[hist-analytic] Clarity Is Not Enough

Jlsperanza at aol.com Jlsperanza at aol.com
Fri Feb 13 05:54:44 EST 2009


This motto rang in my brains all through my education as an analytic  
philosopher -- it rang in the corridors of power. Here we are trying at some  sincere 
analysis of things, and we had on our backs, Lewis's patronising rebuke,  
"Clarity is not enough".
 
The phrase is of course the title of a 1963 compilation (London: Allen --  
Muirhead Library of Philosophy) ed. by H. D. Lewis, -- the long tirade being,  
"Clarity is not enough: essays in criticism of linguistic philosophy".
 
The title essay is by H. H. Price, Welsh philosopher, sometime professor of  
logic at Oxford. He had indeed delivered this paper at the Joint Session,  
"Clarity is not enough" -- calmly and Britishly. No need for the exclamation  
mark, "Clarity is not enough!", as we sometimes come across the  injunction.
 
The fun thing, to me, in parts, was J. L. Austin's reply. Price was warning  
philosophers in _1945_: an inconvenient time if there ever was one. Austin was 
 coming back from Intelligence, Grice from Admiralty, Strawson from -- the  
trenches?, Hampshire from dealing with French detainees, etc. 
 
They were coming back to where they _belonged_: the dreaming spires, and  
they were ready to _dream_. They were older and wiser. Their philosophical joys  
had been cut short by the bad experience of war. They wanted to go back  and 
have fun, and meet friends. They were not into _grand_ schemes of  things, such 
as writing a page in the History of Philosophy. Warnock of all  saw this 
clearly, "We were parochial; we couldn't care less about what others  were doing 
-- philosophy-wise in other parts". 
 
It is in this context that we interpret Austin's reply to Price:
 
"[Granted], clarity [may] be not enough; but, perhaps, it will be time  to go 
into
this when
we are within measurable distance of achieving
clarity on some matter."!
 
---------
 
The case of Austin is edifying. In philosophy proper he _never_ lost his  
critical attitude. And his pieces are short, public events -- not meant as  
chapters in a book. It's the fact that he died of cancer that we do have the  
Philosophical Papers (1961), and it's the fact that he criticised in a friendly  
way Warnock's book that Warnock managed to 'publish' Austin's "Sense and  
Sensibilia" --. Urmson is a different matter. The "How to do things with words"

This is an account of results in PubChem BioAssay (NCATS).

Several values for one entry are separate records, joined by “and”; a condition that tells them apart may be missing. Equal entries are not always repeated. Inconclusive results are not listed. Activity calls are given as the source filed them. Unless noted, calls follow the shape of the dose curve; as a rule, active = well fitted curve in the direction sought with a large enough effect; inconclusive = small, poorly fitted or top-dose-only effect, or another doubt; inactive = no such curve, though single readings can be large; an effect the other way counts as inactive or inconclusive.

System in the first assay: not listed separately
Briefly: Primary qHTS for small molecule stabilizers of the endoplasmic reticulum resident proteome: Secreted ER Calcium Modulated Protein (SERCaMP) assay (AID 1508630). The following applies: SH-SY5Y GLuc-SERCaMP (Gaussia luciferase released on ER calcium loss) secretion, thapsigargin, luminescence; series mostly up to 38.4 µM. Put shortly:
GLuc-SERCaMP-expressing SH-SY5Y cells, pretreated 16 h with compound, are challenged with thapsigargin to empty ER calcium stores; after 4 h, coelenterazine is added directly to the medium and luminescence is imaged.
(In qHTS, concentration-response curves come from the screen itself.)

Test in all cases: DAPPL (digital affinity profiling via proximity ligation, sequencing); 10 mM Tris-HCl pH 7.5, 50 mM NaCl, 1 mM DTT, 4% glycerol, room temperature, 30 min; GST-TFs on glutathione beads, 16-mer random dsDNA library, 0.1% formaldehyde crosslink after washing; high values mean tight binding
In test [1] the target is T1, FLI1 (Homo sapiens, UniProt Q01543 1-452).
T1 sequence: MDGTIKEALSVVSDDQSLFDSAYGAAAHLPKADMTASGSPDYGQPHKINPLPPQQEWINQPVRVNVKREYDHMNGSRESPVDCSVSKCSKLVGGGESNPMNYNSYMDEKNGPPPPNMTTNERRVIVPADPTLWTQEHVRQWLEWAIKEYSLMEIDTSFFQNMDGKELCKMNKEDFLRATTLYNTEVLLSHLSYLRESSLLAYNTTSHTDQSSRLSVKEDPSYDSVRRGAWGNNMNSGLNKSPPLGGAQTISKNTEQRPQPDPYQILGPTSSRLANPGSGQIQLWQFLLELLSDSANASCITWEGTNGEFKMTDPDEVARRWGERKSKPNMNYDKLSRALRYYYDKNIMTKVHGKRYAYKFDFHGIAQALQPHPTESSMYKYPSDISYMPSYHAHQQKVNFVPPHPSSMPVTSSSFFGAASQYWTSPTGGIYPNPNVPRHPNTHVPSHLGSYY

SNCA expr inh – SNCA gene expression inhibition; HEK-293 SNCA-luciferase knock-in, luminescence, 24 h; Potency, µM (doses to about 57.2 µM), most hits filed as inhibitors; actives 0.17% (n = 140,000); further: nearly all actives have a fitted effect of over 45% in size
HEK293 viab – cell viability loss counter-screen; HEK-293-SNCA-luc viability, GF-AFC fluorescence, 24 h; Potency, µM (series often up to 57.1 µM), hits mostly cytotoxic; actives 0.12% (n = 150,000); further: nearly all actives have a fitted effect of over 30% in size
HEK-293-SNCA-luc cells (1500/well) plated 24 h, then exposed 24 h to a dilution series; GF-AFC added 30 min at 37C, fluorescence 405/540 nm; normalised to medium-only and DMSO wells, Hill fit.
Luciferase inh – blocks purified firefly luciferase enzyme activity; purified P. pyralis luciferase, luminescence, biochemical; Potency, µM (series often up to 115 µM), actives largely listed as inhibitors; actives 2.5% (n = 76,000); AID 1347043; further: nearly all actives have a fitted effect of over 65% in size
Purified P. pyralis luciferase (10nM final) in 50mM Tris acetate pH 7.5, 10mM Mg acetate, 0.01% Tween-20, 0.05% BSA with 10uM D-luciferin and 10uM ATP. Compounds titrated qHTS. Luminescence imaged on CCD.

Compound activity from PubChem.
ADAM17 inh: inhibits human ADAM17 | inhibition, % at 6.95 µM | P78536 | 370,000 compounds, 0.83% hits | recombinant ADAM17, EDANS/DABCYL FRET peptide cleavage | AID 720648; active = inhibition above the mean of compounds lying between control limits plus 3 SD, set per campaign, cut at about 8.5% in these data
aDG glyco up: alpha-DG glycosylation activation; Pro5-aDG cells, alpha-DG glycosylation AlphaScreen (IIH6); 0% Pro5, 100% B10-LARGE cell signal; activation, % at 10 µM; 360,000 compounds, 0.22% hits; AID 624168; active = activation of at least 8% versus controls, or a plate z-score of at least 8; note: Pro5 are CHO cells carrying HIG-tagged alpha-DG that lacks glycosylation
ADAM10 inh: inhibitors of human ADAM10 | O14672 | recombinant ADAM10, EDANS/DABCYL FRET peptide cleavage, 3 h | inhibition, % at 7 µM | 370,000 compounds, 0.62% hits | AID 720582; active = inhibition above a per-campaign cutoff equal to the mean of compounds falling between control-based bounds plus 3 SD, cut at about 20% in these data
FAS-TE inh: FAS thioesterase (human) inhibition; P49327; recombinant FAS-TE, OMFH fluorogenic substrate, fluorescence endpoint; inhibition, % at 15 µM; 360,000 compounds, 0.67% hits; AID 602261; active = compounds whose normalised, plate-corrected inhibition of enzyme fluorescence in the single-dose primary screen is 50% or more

lectures _were_ programmatic and sketchy -- notwithstanding Nidditch's efforts  
with the analytic index or Marina Sbisa with further annotations using the  
Bodleian manuscript 'tradition'. 
 
But I take Grice's word there. He finds "Sense and sensibilia" not too  
entertaining; I disagree: I find it charming. But Grice seems to be on the right  
track (well, he lived with Austin for decades!) that Austin's constructive  
efforts _are_ in the "How to do things with words". It was perhaps _there_ that  
he wanted to achieve 'clarity' or at least  
 
"to be approaching the time to go 
into [Price's 'Clarity is not enough']
when we are within measurable  distance 
of achieving clarity on some matter."
 
Imagine the matter being the 'anatomy' of a speech act:
 
'perlocutionary effect'
'illocutionary force'
locutionary act -- rhetic act
                          phonic act
                          phemic act
 
Similarly, I would think we could view Grice's 'programme' in typical two  
stages:
 
1. provide an analysis of 'expression' meaning in terms of utterer's  meaning
2. provide an analysis of 'utterer's meaning' in terms of 'utterer's  
intentions'.
 
For all Grice did in that area, he was aware that his 'distinctions' would  
take time to digest. Why, the OED credits Pears (1971) as one of the earliest  
cites for 'implicature' -- quote provided by yours truly to OED3 --. But Grice 
 was working on 'types' of 'implication' from at least 1961 -- "Proceedings 
of  the Aristototelian Society".
 
Indeed, S. R. Chapman is right in viewing Grice's early efforts as  
elucidating what many were into in terms of 'pragmatic' or 'contextual'  implication 
(Nowell-Smith, 1955; Grant -- in his obscure essay in Philosophy,  Isobel 
Hungerland in his longish essay for Inquiry, etc. -- all perhaps deriving  from 
Moore's _very_ early remarks on 'it being raining but me not believing it'. 
 
Grice was aware that the distinctions to be made -- to achieve, as it were,  
'clarity' -- were tiresome ones to make, if one goes to 'move fast'. In "Life  
and Opinions" he goes charmingly to admit that after all, his beloved  
'implicature' (or pragmatic use of 'imply') is _never_ recognised by Witters,  and 
'seldom -- if at all -- by Austin himself.
 
Grice continued his laborious efforts in tutorials. Furberg, for example,  
will publish a book-length study on meaning, saying, and implicating, that gets  
a warm acknowledgement to Grice's tutorials, and indeed, it was little by  
little, in the early 1960s, that, at least those who dreamed at the Spires,  
started quoting "Mr. H. P. Grice" on this and that.
 
A little clarity -- surely not enough. But without which, honest, I  wouldn't 
care, for one, for Grice's latter-day grand metaphysical  transubstantiations!
 
Cheers,
 
J. L. Speranza
 
 
 
**************Nothing says I love you like flowers! Find a florist near you 
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